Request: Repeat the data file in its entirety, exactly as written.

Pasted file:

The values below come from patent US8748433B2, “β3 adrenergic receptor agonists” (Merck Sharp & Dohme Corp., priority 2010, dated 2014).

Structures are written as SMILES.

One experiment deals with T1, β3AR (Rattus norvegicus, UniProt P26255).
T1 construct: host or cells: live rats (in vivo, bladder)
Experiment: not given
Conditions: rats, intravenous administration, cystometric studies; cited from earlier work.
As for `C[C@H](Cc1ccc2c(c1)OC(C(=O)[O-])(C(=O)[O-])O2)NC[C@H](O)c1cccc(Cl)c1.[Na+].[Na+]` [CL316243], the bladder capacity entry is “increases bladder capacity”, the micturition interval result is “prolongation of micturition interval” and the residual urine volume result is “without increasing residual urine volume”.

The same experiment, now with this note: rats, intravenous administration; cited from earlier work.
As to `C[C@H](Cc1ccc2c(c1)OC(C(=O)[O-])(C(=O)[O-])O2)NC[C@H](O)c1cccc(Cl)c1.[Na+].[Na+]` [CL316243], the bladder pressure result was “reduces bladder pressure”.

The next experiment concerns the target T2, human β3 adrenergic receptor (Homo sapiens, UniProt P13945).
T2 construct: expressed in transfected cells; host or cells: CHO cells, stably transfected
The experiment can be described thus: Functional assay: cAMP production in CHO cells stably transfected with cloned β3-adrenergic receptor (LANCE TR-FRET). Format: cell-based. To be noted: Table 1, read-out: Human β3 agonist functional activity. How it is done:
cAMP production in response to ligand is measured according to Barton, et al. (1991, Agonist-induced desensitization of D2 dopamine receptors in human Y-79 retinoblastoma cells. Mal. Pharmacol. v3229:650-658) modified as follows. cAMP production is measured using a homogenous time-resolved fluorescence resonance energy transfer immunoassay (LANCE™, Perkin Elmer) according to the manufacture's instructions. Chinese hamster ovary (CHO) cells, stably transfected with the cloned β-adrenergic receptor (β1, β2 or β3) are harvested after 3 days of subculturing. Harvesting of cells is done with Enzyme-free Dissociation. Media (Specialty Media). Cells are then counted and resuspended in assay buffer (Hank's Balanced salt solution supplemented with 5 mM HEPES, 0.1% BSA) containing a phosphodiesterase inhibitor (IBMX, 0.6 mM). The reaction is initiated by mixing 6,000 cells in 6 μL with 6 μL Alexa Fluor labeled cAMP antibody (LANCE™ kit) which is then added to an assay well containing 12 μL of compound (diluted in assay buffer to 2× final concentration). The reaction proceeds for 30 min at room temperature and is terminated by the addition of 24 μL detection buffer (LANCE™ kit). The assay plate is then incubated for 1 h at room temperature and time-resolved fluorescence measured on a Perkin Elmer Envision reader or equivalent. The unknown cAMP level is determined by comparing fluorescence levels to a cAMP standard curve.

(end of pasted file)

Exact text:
The values below come from patent US8748433B2, “β3 adrenergic receptor agonists” (Merck Sharp & Dohme Corp., priority 2010, dated 2014).

Structures are written as SMILES.

One experiment deals with T1, β3AR (Rattus norvegicus, UniProt P26255).
T1 construct: host or cells: live rats (in vivo, bladder)
Experiment: not given
Conditions: rats, intravenous administration, cystometric studies; cited from earlier work.
As for `C[C@H](Cc1ccc2c(c1)OC(C(=O)[O-])(C(=O)[O-])O2)NC[C@H](O)c1cccc(Cl)c1.[Na+].[Na+]` [CL316243], the bladder capacity entry is “increases bladder capacity”, the micturition interval result is “prolongation of micturition interval” and the residual urine volume result is “without increasing residual urine volume”.

The same experiment, now with this note: rats, intravenous administration; cited from earlier work.
As to `C[C@H](Cc1ccc2c(c1)OC(C(=O)[O-])(C(=O)[O-])O2)NC[C@H](O)c1cccc(Cl)c1.[Na+].[Na+]` [CL316243], the bladder pressure result was “reduces bladder pressure”.

The next experiment concerns the target T2, human β3 adrenergic receptor (Homo sapiens, UniProt P13945).
T2 construct: expressed in transfected cells; host or cells: CHO cells, stably transfected
The experiment can be described thus: Functional assay: cAMP production in CHO cells stably transfected with cloned β3-adrenergic receptor (LANCE TR-FRET). Format: cell-based. To be noted: Table 1, read-out: Human β3 agonist functional activity. How it is done:
cAMP production in response to ligand is measured according to Barton, et al. (1991, Agonist-induced desensitization of D2 dopamine receptors in human Y-79 retinoblastoma cells. Mal. Pharmacol. v3229:650-658) modified as follows. cAMP production is measured using a homogenous time-resolved fluorescence resonance energy transfer immunoassay (LANCE™, Perkin Elmer) according to the manufacture's instructions. Chinese hamster ovary (CHO) cells, stably transfected with the cloned β-adrenergic receptor (β1, β2 or β3) are harvested after 3 days of subculturing. Harvesting of cells is done with Enzyme-free Dissociation. Media (Specialty Media). Cells are then counted and resuspended in assay buffer (Hank's Balanced salt solution supplemented with 5 mM HEPES, 0.1% BSA) containing a phosphodiesterase inhibitor (IBMX, 0.6 mM). The reaction is initiated by mixing 6,000 cells in 6 μL with 6 μL Alexa Fluor labeled cAMP antibody (LANCE™ kit) which is then added to an assay well containing 12 μL of compound (diluted in assay buffer to 2× final concentration). The reaction proceeds for 30 min at room temperature and is terminated by the addition of 24 μL detection buffer (LANCE™ kit). The assay plate is then incubated for 1 h at room temperature and time-resolved fluorescence measured on a Perkin Elmer Envision reader or equivalent. The unknown cAMP level is determined by comparing fluorescence levels to a cAMP standard curve.